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The Rise and Fall of Classical Greece (The…
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The Rise and Fall of Classical Greece (The Princeton History of the… (2015)

by Josiah Ober

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Once upon a time scholars talked without embarrassment about the ‘Greek miracle’. Then post-colonialism and the critique of Eurocentrism from the 1970s onwards forced scholars to rethink the Greek peculiarity and how to explain it. The dominance of Finley’s views on a static ‘ancient economy’, in which nothing changed for over a millennium, long discouraged scholars from seeking economic explanations of the ‘Greek miracle’.

Ober’s new book argues that the classical period should be seen as a major economic and cultural efflorescence: classical Greece housed the largest and wealthiest Greek population of any period before the twentieth century. Classical Greece was characterised by an ecology of hundreds of city-states and the absence of centralised mechanisms (monarchies, bureaucracies, temples) for organising and directing economic, political and cultural activities: any explanation of the Greek efflorescence must start from this peculiar environment. Finally, we should use our explanations in order to rewrite narratives of Greek history from novel perspectives and abandon older accounts focused on traditionalist histoire événementielle. This is a laudable agenda, and it should have made a wonderful book; unfortunately, in my view Ober’s book fails on all counts: theory, argumentation and execution. I shall provide a brief overview of contents, before discussing its various problems.
 
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Amazon.com Product Description (ISBN 069114091X, Hardcover)

Lord Byron described Greece as great, fallen, and immortal, a characterization more apt than he knew. Through most of its long history, Greece was poor. But in the classical era, Greece was densely populated and highly urbanized. Many surprisingly healthy Greeks lived in remarkably big houses and worked for high wages at specialized occupations. Middle-class spending drove sustained economic growth. Classical wealth produced a stunning cultural efflorescence lasting hundreds of years.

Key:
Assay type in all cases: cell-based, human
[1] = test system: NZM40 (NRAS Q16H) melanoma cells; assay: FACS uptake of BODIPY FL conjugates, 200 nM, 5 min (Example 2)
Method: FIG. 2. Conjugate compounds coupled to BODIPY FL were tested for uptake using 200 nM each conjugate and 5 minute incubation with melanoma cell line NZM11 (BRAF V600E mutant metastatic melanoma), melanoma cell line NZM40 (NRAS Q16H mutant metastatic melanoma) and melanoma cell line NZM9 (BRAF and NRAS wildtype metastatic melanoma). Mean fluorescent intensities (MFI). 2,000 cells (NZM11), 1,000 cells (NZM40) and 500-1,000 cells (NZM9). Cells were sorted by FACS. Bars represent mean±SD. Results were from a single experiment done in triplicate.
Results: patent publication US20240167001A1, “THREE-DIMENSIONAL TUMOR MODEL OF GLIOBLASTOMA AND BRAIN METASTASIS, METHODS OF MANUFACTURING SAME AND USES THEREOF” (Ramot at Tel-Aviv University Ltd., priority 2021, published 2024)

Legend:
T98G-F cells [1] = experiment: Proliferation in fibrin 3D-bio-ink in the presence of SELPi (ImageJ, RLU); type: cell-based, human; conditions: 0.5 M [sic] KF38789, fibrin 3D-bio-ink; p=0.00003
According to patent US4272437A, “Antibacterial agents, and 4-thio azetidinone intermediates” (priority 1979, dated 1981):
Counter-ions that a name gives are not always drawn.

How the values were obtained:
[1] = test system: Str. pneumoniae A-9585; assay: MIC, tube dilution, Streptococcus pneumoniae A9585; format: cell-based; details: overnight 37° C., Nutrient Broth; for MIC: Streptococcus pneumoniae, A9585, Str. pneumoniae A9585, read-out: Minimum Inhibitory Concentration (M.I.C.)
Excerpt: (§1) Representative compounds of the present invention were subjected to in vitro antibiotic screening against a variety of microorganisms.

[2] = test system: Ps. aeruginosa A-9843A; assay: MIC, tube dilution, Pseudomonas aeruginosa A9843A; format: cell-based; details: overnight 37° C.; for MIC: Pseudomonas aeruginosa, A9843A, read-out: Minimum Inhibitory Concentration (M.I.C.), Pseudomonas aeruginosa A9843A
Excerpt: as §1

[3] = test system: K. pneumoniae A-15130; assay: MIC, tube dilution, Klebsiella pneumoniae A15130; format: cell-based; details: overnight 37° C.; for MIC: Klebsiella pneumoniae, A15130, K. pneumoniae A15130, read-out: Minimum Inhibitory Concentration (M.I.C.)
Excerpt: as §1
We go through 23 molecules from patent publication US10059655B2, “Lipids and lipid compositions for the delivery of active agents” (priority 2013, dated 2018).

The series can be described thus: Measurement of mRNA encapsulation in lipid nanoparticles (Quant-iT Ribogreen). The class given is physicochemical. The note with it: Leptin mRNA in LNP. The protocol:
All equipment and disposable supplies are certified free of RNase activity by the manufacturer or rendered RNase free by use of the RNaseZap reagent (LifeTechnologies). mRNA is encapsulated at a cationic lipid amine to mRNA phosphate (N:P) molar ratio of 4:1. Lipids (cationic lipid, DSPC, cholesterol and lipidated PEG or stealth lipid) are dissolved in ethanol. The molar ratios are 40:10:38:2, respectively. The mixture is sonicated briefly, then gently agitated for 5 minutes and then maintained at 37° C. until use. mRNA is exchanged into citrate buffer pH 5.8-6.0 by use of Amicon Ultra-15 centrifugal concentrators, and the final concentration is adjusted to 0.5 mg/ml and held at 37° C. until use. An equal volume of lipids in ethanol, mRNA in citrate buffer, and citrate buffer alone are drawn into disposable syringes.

Why did Greece reach such heights in the classical period--and why only then? And how, after "the Greek miracle" had endured for centuries, did the Macedonians defeat the Greeks, seemingly bringing an end to their glory? Drawing on a massive body of newly available data and employing novel approaches to evidence, Josiah Ober offers a major new history of classical Greece and an unprecedented account of its rise and fall.

Ober argues that Greece's rise was no miracle but rather the result of political breakthroughs and economic development. The extraordinary emergence of citizen-centered city-states transformed Greece into a society that defeated the mighty Persian Empire. Yet Philip and Alexander of Macedon were able to beat the Greeks in the Battle of Chaeronea in 338 BCE, a victory enabled by the Macedonians' appropriation of Greek innovations. After Alexander's death, battle-hardened warlords fought ruthlessly over the remnants of his empire. But Greek cities remained populous and wealthy, their economy and culture surviving to be passed on to the Romans--and to us.

A compelling narrative filled with uncanny modern parallels, this is a book for anyone interested in how great civilizations are born and die.

This book is based on evidence available on a new interactive website. To learn more, please visit: http://polis.stanford.edu/.

(retrieved from Amazon Thu, 12 Mar 2015 18:11:01 -0400)

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